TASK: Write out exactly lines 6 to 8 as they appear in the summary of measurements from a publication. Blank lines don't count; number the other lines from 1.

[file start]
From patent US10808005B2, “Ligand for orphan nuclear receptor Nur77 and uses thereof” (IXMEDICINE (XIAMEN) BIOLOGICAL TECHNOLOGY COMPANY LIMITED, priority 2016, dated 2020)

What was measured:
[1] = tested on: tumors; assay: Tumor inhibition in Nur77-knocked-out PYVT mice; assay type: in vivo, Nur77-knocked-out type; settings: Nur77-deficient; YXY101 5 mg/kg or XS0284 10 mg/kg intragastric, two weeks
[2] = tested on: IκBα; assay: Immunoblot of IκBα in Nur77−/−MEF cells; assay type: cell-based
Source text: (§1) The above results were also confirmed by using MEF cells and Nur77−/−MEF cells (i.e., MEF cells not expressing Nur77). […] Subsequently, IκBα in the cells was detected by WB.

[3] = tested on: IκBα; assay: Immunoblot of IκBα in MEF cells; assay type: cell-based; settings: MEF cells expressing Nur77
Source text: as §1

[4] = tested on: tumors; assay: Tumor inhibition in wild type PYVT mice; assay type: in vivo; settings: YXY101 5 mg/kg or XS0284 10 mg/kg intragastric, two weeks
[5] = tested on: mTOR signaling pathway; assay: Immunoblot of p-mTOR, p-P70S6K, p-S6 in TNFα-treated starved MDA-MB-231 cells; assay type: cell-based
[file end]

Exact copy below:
[3] = tested on: IκBα; assay: Immunoblot of IκBα in MEF cells; assay type: cell-based; settings: MEF cells expressing Nur77
Source text: as §1

[4] = tested on: tumors; assay: Tumor inhibition in wild type PYVT mice; assay type: in vivo; settings: YXY101 5 mg/kg or XS0284 10 mg/kg intragastric, two weeks